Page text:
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The 6 stages of injury and what to expect

Pain isn’t only a symptom, it’s a cycle. When injury comes about, the body undergoes a number of changes physically, psychologically and physiologically. It’s important that our clients understand the pattern of injuries because it provides insight into the different phases of injury progression and what each stage is characterised by.

 

 

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  1. Pain

The primary indicator and usually the first sign of an injury. It is an unpleasant sensation and can appear in physical or mental form. Strongly influenced by attitudes, beliefs, personality, social factors and previous episodes of trauma

  1. Guarding

The immediate and natural protective response to an injury. Surrounding muscle will increase in tone and become sensitised in order to protect the underlying injury

  1. Muscle spasm and Inflammation

Muscle spasms are further complications of muscle guarding. They arise as a result of fatigue, overuse and electrolyte imbalances in response to the localised inflammatory process occurring within the underlying damaged tissue.

Inflammation is the bodies cellular response to an injury. Characterised by redness, swelling and pain as a result of increased blood flow and the sensitising substances they release in order to contain the injury.

  1. Restricted mobility

Because tissues have become sensitised due to inflammation, normal movement becomes limited and avoided due to pain. This is often a double-edged sword as restricted mobility does limit pain provocation however also leads to muscle deconditioning and further weakening of damaged tissue due to conscious inactivity.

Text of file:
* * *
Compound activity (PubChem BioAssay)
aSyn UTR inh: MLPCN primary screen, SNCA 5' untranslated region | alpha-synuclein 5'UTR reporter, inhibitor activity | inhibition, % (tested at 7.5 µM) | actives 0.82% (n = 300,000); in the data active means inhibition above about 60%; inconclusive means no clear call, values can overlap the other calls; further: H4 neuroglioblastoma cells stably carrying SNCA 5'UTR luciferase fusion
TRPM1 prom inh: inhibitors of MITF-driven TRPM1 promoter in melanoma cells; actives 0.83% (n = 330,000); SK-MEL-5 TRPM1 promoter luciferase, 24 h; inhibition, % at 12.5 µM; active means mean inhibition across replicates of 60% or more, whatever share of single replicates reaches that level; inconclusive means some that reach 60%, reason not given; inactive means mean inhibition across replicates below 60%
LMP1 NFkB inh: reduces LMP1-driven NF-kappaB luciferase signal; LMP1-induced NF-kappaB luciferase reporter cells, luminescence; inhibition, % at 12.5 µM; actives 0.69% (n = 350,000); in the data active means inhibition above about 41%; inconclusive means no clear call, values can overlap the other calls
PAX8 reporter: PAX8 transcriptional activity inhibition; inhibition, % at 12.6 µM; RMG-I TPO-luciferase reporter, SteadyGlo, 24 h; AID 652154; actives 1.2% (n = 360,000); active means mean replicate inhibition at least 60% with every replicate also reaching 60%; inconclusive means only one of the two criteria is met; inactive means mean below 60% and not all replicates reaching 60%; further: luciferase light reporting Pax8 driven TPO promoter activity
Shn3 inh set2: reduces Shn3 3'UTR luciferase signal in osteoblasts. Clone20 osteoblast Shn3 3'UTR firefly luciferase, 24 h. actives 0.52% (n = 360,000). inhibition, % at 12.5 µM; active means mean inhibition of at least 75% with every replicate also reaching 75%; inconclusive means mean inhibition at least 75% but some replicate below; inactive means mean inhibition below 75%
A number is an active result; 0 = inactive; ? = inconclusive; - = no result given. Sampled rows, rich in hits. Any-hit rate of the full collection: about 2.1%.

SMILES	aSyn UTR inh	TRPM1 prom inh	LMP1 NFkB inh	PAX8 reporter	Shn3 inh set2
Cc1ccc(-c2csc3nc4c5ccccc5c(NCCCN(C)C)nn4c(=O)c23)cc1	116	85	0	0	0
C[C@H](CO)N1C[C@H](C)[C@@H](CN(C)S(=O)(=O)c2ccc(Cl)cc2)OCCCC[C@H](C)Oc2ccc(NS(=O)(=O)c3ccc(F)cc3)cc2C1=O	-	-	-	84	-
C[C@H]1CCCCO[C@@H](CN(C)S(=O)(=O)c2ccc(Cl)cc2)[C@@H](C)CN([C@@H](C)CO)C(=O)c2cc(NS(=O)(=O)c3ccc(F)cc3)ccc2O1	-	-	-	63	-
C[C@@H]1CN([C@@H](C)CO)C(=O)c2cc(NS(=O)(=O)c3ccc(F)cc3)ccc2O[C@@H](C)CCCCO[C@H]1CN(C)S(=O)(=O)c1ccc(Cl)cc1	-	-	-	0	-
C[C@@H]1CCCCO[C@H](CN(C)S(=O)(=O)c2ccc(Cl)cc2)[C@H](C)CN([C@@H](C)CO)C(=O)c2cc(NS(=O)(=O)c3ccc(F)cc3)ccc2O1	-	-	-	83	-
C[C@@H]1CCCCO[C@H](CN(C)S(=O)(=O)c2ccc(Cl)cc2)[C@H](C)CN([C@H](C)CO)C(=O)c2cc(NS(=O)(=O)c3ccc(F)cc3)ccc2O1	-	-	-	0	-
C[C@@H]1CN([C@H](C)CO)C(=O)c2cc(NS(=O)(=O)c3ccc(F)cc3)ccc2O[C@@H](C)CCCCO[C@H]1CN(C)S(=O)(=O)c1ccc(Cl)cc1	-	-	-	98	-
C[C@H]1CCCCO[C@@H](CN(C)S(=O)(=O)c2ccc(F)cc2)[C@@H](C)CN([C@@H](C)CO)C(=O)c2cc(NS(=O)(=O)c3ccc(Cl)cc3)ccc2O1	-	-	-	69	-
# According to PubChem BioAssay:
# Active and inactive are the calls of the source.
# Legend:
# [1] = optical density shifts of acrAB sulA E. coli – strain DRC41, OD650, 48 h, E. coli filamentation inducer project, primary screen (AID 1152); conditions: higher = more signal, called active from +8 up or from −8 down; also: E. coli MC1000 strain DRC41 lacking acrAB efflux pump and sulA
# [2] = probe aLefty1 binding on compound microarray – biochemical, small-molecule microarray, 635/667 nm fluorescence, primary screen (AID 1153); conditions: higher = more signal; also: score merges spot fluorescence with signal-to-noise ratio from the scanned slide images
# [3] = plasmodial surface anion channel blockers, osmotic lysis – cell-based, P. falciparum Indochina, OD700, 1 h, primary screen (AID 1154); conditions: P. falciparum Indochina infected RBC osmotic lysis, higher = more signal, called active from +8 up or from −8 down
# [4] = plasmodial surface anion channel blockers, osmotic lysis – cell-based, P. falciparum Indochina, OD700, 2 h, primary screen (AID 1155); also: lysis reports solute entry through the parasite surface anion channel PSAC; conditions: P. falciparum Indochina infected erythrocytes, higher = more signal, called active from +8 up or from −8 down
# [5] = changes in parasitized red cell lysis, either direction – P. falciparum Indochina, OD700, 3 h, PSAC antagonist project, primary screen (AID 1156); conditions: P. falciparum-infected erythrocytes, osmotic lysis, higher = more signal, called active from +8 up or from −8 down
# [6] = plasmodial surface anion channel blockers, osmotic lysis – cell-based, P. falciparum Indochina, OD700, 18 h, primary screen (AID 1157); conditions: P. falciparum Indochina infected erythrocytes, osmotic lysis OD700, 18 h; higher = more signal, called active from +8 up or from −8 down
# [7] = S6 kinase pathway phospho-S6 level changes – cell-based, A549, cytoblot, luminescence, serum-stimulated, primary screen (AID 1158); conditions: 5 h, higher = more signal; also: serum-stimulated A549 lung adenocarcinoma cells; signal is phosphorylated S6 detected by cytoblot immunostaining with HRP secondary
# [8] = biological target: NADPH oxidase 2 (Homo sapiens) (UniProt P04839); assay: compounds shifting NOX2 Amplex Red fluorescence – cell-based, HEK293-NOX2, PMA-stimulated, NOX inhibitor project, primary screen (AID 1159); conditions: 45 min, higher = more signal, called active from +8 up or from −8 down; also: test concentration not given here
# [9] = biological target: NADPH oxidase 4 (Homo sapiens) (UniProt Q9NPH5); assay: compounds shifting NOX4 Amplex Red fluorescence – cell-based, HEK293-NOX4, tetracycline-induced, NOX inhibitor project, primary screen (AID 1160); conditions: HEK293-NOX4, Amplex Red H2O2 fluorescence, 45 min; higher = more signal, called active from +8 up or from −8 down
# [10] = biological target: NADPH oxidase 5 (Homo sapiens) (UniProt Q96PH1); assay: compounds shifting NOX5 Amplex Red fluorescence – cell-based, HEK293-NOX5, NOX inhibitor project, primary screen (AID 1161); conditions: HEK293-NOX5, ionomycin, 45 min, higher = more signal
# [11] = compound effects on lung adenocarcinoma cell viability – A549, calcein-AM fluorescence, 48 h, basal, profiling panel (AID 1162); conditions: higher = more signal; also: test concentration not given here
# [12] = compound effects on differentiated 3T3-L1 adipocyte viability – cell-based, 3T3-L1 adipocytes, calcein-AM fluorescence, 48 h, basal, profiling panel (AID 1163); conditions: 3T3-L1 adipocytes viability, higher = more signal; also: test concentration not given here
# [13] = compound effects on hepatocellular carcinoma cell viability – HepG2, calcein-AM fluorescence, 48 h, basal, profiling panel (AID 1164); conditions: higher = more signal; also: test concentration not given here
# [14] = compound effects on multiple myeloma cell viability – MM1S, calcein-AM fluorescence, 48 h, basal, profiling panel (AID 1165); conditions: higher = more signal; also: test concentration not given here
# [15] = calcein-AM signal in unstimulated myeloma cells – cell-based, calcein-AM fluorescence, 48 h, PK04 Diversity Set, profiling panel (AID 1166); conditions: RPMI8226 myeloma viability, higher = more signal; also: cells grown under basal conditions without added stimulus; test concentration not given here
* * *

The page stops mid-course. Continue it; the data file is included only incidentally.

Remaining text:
1. Loss of normal function

Performing basic daily activities becomes difficult and the feeling of frustration starts to surface. The Inability to play sports, interact with your children or even go about your daily routine becomes limited due to pain and changes to normal behaviour

  1. Anger, frustration and helplessness

The consequences of leaving an injury untreated. These stressful and negative emotions can amplify physical pain symptoms and potentially lead to chronicity of the issue at hand

It is important to remember that the pain cycle varies from person to person. Factors such as previous injuries, underlying health conditions, age, levels of physical activity, occupational and lifestyle factors can influence the overall timespan and severity of each stage of the cycle.

Once an injury occurs, make the effort to get the issue assessed as early as possible so that the pain cycle is minimised and recovery is quicker.

Contact Hands on Health Care 


March 13, 2018
Bader Eldejany